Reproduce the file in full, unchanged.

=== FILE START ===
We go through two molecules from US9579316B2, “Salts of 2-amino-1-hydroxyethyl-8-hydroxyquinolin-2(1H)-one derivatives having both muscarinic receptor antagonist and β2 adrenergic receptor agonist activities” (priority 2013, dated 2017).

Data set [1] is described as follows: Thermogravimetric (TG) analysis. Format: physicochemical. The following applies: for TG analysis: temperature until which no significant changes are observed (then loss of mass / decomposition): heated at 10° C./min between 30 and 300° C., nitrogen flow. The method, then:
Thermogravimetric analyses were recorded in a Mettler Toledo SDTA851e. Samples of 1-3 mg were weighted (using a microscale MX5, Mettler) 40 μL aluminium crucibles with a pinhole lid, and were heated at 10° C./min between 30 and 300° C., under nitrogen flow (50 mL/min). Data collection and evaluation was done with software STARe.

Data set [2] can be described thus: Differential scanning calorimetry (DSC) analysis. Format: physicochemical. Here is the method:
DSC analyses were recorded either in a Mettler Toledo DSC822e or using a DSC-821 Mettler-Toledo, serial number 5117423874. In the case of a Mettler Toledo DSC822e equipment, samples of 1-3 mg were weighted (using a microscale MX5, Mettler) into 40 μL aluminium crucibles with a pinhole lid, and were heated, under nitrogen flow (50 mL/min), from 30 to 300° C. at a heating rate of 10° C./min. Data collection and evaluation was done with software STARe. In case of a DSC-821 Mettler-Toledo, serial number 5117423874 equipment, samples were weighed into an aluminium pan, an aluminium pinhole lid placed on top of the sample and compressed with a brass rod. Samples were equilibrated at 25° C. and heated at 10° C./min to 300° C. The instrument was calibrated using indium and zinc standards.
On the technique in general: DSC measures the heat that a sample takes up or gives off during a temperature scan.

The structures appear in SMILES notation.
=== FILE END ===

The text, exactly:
We go through two molecules from US9579316B2, “Salts of 2-amino-1-hydroxyethyl-8-hydroxyquinolin-2(1H)-one derivatives having both muscarinic receptor antagonist and β2 adrenergic receptor agonist activities” (priority 2013, dated 2017).

Data set [1] is described as follows: Thermogravimetric (TG) analysis. Format: physicochemical. The following applies: for TG analysis: temperature until which no significant changes are observed (then loss of mass / decomposition): heated at 10° C./min between 30 and 300° C., nitrogen flow. The method, then:
Thermogravimetric analyses were recorded in a Mettler Toledo SDTA851e. Samples of 1-3 mg were weighted (using a microscale MX5, Mettler) 40 μL aluminium crucibles with a pinhole lid, and were heated at 10° C./min between 30 and 300° C., under nitrogen flow (50 mL/min). Data collection and evaluation was done with software STARe.

Data set [2] can be described thus: Differential scanning calorimetry (DSC) analysis. Format: physicochemical. Here is the method:
DSC analyses were recorded either in a Mettler Toledo DSC822e or using a DSC-821 Mettler-Toledo, serial number 5117423874. In the case of a Mettler Toledo DSC822e equipment, samples of 1-3 mg were weighted (using a microscale MX5, Mettler) into 40 μL aluminium crucibles with a pinhole lid, and were heated, under nitrogen flow (50 mL/min), from 30 to 300° C. at a heating rate of 10° C./min. Data collection and evaluation was done with software STARe. In case of a DSC-821 Mettler-Toledo, serial number 5117423874 equipment, samples were weighed into an aluminium pan, an aluminium pinhole lid placed on top of the sample and compressed with a brass rod. Samples were equilibrated at 25° C. and heated at 10° C./min to 300° C. The instrument was calibrated using indium and zinc standards.
On the technique in general: DSC measures the heat that a sample takes up or gives off during a temperature scan.

The structures appear in SMILES notation.